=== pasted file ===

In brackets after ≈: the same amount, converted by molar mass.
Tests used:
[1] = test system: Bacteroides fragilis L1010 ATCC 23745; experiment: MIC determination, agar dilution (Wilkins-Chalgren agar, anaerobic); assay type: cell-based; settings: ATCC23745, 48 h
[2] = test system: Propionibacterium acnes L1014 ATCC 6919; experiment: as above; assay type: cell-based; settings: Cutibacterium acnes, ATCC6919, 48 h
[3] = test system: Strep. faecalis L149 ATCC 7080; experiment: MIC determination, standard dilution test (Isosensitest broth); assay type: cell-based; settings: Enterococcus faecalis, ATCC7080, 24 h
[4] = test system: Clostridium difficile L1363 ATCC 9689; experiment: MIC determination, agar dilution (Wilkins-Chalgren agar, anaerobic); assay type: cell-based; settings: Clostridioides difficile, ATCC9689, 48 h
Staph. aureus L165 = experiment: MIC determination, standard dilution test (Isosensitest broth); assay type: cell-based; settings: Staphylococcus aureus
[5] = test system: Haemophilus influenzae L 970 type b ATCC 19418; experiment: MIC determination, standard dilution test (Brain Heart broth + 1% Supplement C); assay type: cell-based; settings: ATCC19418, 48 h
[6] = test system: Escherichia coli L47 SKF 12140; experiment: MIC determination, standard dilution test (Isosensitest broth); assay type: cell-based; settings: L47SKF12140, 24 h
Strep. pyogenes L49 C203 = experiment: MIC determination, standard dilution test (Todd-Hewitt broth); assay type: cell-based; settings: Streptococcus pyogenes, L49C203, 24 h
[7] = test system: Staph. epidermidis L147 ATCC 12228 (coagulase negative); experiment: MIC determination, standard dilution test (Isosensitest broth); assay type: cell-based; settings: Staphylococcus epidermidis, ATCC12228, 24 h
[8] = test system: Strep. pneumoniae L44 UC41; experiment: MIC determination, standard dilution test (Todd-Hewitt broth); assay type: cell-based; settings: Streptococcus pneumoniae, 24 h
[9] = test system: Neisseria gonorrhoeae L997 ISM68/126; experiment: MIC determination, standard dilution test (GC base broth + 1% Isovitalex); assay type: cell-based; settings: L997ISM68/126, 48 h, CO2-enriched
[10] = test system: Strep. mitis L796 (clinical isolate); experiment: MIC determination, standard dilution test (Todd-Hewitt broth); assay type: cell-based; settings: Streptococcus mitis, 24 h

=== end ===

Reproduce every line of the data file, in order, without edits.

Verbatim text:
In brackets after ≈: the same amount, converted by molar mass.
Tests used:
[1] = test system: Bacteroides fragilis L1010 ATCC 23745; experiment: MIC determination, agar dilution (Wilkins-Chalgren agar, anaerobic); assay type: cell-based; settings: ATCC23745, 48 h
[2] = test system: Propionibacterium acnes L1014 ATCC 6919; experiment: as above; assay type: cell-based; settings: Cutibacterium acnes, ATCC6919, 48 h
[3] = test system: Strep. faecalis L149 ATCC 7080; experiment: MIC determination, standard dilution test (Isosensitest broth); assay type: cell-based; settings: Enterococcus faecalis, ATCC7080, 24 h
[4] = test system: Clostridium difficile L1363 ATCC 9689; experiment: MIC determination, agar dilution (Wilkins-Chalgren agar, anaerobic); assay type: cell-based; settings: Clostridioides difficile, ATCC9689, 48 h
Staph. aureus L165 = experiment: MIC determination, standard dilution test (Isosensitest broth); assay type: cell-based; settings: Staphylococcus aureus
[5] = test system: Haemophilus influenzae L 970 type b ATCC 19418; experiment: MIC determination, standard dilution test (Brain Heart broth + 1% Supplement C); assay type: cell-based; settings: ATCC19418, 48 h
[6] = test system: Escherichia coli L47 SKF 12140; experiment: MIC determination, standard dilution test (Isosensitest broth); assay type: cell-based; settings: L47SKF12140, 24 h
Strep. pyogenes L49 C203 = experiment: MIC determination, standard dilution test (Todd-Hewitt broth); assay type: cell-based; settings: Streptococcus pyogenes, L49C203, 24 h
[7] = test system: Staph. epidermidis L147 ATCC 12228 (coagulase negative); experiment: MIC determination, standard dilution test (Isosensitest broth); assay type: cell-based; settings: Staphylococcus epidermidis, ATCC12228, 24 h
[8] = test system: Strep. pneumoniae L44 UC41; experiment: MIC determination, standard dilution test (Todd-Hewitt broth); assay type: cell-based; settings: Streptococcus pneumoniae, 24 h
[9] = test system: Neisseria gonorrhoeae L997 ISM68/126; experiment: MIC determination, standard dilution test (GC base broth + 1% Isovitalex); assay type: cell-based; settings: L997ISM68/126, 48 h, CO2-enriched
[10] = test system: Strep. mitis L796 (clinical isolate); experiment: MIC determination, standard dilution test (Todd-Hewitt broth); assay type: cell-based; settings: Streptococcus mitis, 24 h